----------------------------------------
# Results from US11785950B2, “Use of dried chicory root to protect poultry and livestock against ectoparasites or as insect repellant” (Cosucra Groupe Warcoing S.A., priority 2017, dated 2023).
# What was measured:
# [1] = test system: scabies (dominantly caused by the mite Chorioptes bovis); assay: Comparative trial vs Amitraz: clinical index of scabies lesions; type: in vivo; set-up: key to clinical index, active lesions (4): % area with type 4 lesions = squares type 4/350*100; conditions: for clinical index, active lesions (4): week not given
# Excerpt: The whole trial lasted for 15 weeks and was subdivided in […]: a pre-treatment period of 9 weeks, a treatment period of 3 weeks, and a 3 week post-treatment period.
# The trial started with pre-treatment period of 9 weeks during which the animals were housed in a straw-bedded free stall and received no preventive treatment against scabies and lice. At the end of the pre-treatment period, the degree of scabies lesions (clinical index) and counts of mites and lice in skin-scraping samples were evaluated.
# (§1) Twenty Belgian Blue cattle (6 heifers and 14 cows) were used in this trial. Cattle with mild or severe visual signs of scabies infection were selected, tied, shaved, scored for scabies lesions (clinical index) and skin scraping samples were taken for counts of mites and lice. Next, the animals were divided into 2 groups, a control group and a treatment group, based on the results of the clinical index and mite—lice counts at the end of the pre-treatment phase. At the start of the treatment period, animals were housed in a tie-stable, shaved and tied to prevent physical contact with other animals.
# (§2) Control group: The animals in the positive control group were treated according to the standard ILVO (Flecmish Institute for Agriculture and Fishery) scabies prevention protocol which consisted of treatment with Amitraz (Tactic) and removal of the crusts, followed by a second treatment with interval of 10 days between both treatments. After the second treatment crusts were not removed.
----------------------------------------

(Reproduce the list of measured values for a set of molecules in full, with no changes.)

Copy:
# Results from US11785950B2, “Use of dried chicory root to protect poultry and livestock against ectoparasites or as insect repellant” (Cosucra Groupe Warcoing S.A., priority 2017, dated 2023).
# What was measured:
# [1] = test system: scabies (dominantly caused by the mite Chorioptes bovis); assay: Comparative trial vs Amitraz: clinical index of scabies lesions; type: in vivo; set-up: key to clinical index, active lesions (4): % area with type 4 lesions = squares type 4/350*100; conditions: for clinical index, active lesions (4): week not given
# Excerpt: The whole trial lasted for 15 weeks and was subdivided in […]: a pre-treatment period of 9 weeks, a treatment period of 3 weeks, and a 3 week post-treatment period.
# The trial started with pre-treatment period of 9 weeks during which the animals were housed in a straw-bedded free stall and received no preventive treatment against scabies and lice. At the end of the pre-treatment period, the degree of scabies lesions (clinical index) and counts of mites and lice in skin-scraping samples were evaluated.
# (§1) Twenty Belgian Blue cattle (6 heifers and 14 cows) were used in this trial. Cattle with mild or severe visual signs of scabies infection were selected, tied, shaved, scored for scabies lesions (clinical index) and skin scraping samples were taken for counts of mites and lice. Next, the animals were divided into 2 groups, a control group and a treatment group, based on the results of the clinical index and mite—lice counts at the end of the pre-treatment phase. At the start of the treatment period, animals were housed in a tie-stable, shaved and tied to prevent physical contact with other animals.
# (§2) Control group: The animals in the positive control group were treated according to the standard ILVO (Flecmish Institute for Agriculture and Fishery) scabies prevention protocol which consisted of treatment with Amitraz (Tactic) and removal of the crusts, followed by a second treatment with interval of 10 days between both treatments. After the second treatment crusts were not removed.